The West Virginia Division of Highways (WVDOH) is inviting the public to join us in a candlelight vigil to honor the 58 WVDOH highway workers who have died in the line of duty. The vigil is scheduled for 8 p.m., Wednesday, April 19, 2023, at the Fallen Worker Memorial, located at the Interstate 77 welcome center in Williamstown.
“We’re absolutely serious about zero fatalities in our work zones,” said state Transportation Secretary Jimmy Wriston, P.E. “Not one more life.”
As WVDOH embarks on a massive new construction season, Wriston has vowed to do everything within his power to bring the number of work zone safety deaths in the Mountain State to zero.
In 2022, there were 800 crashes in West Virginia work zones, killing eight people and injuring 276. Almost all were avoidable. The WVDOH urges drivers to remain alert when passing through work zones, pay attention to signs and other safety devices, and stay off cell phones.
“We’re going to use every tool at our disposal,” Wriston said. “We’re going to use technology. We’re going to use law enforcement. We’re going to use safety devices.” Wriston is also reaching out to state media to get the word out about safety in work zones.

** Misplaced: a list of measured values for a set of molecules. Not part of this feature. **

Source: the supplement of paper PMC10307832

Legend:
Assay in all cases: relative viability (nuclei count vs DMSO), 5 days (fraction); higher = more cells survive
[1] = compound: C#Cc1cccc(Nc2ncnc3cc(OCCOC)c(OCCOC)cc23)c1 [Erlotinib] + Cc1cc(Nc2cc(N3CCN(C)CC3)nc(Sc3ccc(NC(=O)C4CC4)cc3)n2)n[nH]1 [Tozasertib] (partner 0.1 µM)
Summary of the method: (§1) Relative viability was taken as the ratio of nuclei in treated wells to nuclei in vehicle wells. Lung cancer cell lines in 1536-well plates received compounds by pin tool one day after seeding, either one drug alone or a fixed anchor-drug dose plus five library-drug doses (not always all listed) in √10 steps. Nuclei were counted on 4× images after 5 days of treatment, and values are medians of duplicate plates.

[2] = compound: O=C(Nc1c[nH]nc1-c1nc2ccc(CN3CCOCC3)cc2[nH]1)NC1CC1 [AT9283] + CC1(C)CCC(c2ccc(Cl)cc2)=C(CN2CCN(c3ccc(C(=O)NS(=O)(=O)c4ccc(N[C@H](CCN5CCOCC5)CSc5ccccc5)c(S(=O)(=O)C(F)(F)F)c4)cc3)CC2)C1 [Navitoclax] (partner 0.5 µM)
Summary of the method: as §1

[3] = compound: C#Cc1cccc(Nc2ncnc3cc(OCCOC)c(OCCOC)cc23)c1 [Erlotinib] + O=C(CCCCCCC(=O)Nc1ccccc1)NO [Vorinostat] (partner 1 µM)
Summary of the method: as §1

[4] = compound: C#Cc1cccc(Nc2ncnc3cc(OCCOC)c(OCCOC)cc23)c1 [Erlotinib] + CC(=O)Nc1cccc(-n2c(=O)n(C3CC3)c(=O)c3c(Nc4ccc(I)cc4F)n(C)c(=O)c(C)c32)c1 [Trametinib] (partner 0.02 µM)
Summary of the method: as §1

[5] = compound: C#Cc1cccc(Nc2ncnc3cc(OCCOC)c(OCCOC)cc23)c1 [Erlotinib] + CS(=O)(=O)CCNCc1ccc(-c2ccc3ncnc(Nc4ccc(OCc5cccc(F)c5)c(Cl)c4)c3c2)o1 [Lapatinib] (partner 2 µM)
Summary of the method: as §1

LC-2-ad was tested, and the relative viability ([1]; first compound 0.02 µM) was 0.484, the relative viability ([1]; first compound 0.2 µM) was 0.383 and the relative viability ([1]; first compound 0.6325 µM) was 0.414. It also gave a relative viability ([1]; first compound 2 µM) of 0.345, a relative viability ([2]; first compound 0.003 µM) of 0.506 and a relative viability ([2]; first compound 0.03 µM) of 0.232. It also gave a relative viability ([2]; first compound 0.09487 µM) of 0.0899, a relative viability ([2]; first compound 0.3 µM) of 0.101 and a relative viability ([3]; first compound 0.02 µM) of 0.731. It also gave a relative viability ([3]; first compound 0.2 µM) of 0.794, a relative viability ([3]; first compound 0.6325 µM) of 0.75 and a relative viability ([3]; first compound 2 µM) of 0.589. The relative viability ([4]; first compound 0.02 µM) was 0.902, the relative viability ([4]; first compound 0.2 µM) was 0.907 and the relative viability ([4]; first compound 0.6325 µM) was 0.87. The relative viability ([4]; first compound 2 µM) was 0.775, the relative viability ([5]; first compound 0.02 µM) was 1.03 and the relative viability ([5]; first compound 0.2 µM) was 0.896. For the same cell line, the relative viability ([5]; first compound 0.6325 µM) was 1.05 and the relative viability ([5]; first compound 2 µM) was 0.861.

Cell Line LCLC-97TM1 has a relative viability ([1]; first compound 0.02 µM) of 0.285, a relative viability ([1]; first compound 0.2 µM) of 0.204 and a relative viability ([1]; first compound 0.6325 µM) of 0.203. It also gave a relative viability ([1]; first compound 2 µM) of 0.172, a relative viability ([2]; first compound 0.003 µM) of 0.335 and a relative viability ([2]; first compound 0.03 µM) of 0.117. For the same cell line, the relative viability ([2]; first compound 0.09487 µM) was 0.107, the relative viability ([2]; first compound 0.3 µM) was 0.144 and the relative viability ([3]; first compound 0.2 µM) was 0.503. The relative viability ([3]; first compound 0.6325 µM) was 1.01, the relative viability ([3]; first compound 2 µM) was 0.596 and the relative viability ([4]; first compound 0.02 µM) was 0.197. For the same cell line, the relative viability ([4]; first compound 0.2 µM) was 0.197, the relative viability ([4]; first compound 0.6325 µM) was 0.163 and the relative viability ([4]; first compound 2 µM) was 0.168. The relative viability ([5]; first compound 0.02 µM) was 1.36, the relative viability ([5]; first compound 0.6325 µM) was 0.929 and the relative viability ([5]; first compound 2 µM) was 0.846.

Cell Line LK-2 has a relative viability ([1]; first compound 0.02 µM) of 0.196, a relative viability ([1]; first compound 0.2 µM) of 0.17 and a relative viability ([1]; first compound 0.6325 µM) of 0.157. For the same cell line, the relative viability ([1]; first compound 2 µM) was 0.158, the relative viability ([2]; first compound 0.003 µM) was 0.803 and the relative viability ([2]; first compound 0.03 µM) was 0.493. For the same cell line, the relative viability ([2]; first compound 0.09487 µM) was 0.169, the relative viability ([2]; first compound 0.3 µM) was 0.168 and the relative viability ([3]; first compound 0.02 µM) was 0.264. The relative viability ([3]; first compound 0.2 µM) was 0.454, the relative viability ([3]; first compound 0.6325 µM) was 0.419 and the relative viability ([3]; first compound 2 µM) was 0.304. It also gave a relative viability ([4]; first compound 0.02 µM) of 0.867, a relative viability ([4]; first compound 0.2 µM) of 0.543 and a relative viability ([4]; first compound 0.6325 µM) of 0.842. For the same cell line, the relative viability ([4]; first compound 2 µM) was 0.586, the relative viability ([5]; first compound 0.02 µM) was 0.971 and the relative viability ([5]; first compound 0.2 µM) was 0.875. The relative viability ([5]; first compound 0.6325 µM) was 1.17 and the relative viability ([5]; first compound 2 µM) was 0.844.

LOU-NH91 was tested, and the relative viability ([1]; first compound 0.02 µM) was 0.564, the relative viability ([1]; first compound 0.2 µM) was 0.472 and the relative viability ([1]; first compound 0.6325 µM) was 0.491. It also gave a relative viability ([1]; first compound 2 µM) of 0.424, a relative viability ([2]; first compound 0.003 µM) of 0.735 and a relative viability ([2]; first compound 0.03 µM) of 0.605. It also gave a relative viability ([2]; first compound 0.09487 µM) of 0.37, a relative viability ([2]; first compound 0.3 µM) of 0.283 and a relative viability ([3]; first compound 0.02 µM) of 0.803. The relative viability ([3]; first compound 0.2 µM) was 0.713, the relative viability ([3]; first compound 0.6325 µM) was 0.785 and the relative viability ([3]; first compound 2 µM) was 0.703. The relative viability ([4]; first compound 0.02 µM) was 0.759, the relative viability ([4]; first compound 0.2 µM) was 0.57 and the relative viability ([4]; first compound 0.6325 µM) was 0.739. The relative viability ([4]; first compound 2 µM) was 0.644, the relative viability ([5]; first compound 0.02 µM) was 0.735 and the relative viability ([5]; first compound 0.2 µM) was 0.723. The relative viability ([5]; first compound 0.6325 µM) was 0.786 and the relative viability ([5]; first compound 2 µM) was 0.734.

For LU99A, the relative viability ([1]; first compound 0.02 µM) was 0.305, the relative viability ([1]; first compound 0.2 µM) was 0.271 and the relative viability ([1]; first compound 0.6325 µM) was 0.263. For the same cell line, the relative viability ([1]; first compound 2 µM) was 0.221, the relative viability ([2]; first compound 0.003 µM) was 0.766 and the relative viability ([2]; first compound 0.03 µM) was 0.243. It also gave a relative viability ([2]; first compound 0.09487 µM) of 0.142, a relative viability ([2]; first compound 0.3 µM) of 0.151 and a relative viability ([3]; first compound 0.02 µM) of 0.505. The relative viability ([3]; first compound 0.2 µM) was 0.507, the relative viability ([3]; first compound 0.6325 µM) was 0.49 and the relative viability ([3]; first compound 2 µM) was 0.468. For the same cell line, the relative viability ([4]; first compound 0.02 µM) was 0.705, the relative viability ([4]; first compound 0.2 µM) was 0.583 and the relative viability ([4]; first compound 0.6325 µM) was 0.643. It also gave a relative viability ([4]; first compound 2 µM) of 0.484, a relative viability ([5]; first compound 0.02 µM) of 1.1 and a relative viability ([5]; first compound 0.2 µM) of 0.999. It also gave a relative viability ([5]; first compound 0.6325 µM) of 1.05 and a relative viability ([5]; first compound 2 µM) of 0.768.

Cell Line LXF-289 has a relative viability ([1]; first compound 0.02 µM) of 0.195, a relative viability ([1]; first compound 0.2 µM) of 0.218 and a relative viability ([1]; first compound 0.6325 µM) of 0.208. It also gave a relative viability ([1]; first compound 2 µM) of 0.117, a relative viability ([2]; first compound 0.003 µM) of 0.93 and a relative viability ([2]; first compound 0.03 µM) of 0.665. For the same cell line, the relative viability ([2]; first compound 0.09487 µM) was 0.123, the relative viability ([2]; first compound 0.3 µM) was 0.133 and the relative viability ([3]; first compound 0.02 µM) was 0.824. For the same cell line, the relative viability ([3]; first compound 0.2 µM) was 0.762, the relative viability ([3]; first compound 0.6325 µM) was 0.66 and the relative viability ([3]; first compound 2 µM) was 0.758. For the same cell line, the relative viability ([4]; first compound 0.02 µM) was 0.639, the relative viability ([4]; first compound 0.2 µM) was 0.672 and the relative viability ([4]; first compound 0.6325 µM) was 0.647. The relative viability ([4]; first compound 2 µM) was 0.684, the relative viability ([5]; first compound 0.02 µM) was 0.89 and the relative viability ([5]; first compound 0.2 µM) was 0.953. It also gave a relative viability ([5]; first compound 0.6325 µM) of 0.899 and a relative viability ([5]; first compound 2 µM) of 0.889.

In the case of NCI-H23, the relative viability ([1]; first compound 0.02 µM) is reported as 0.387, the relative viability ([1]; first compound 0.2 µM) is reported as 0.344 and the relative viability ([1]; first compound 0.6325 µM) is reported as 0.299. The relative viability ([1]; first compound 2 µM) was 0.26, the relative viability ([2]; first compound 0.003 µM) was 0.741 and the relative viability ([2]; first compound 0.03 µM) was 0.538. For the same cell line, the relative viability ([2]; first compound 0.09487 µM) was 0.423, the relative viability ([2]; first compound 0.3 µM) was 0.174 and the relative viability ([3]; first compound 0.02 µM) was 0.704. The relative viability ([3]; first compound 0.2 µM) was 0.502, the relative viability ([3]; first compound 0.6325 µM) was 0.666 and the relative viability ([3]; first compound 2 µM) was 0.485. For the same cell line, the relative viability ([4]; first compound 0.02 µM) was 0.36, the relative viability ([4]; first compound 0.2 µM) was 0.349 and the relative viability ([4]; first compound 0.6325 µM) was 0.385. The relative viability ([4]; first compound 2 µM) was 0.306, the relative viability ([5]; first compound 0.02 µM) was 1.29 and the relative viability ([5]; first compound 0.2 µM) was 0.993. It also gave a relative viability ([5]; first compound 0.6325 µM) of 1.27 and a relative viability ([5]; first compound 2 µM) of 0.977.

On Monday, April 17, 2023, Gov. Jim Justice unveiled an 18-inch miniature version of the Fallen Worker Memorial. These smaller statues will be placed in West Virginia’s other seven welcome centers as a monument to fallen workers and a reminder of the importance of safe driving through work zones.
Wriston said it’s everyone’s job to reduce work zone accidents.
“Our citizens, our drivers, our roadway users are just as responsible as we are,” Wriston said. “We need to give them every possible way to be able to follow these rules. We need to give them clear directions through these work zones. We can do that and we’re going to.”